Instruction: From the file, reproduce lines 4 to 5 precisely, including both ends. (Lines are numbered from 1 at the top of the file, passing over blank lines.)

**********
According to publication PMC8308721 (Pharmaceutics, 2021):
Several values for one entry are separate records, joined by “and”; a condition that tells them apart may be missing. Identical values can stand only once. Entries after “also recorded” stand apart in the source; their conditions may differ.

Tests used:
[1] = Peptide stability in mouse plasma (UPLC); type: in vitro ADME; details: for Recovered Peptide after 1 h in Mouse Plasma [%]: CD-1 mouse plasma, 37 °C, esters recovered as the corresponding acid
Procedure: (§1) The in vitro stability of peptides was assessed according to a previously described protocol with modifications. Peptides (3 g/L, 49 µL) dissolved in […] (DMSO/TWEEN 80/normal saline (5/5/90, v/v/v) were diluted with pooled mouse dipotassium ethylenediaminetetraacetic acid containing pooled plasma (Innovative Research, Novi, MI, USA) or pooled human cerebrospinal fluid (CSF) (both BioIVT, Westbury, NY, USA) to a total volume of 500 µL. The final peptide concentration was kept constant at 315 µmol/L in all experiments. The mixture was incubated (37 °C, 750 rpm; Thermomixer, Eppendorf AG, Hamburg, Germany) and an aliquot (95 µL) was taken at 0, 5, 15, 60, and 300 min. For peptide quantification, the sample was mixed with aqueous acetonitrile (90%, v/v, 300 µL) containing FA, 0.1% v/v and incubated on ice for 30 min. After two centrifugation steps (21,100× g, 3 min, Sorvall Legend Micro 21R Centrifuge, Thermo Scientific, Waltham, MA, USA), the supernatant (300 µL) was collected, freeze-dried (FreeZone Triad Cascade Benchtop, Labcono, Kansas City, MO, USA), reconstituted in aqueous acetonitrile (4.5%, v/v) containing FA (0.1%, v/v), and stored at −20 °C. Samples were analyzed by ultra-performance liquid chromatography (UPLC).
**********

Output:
[1] = Peptide stability in mouse plasma (UPLC); type: in vitro ADME; details: for Recovered Peptide after 1 h in Mouse Plasma [%]: CD-1 mouse plasma, 37 °C, esters recovered as the corresponding acid
Procedure: (§1) The in vitro stability of peptides was assessed according to a previously described protocol with modifications. Peptides (3 g/L, 49 µL) dissolved in […] (DMSO/TWEEN 80/normal saline (5/5/90, v/v/v) were diluted with pooled mouse dipotassium ethylenediaminetetraacetic acid containing pooled plasma (Innovative Research, Novi, MI, USA) or pooled human cerebrospinal fluid (CSF) (both BioIVT, Westbury, NY, USA) to a total volume of 500 µL. The final peptide concentration was kept constant at 315 µmol/L in all experiments. The mixture was incubated (37 °C, 750 rpm; Thermomixer, Eppendorf AG, Hamburg, Germany) and an aliquot (95 µL) was taken at 0, 5, 15, 60, and 300 min. For peptide quantification, the sample was mixed with aqueous acetonitrile (90%, v/v, 300 µL) containing FA, 0.1% v/v and incubated on ice for 30 min. After two centrifugation steps (21,100× g, 3 min, Sorvall Legend Micro 21R Centrifuge, Thermo Scientific, Waltham, MA, USA), the supernatant (300 µL) was collected, freeze-dried (FreeZone Triad Cascade Benchtop, Labcono, Kansas City, MO, USA), reconstituted in aqueous acetonitrile (4.5%, v/v) containing FA (0.1%, v/v), and stored at −20 °C. Samples were analyzed by ultra-performance liquid chromatography (UPLC).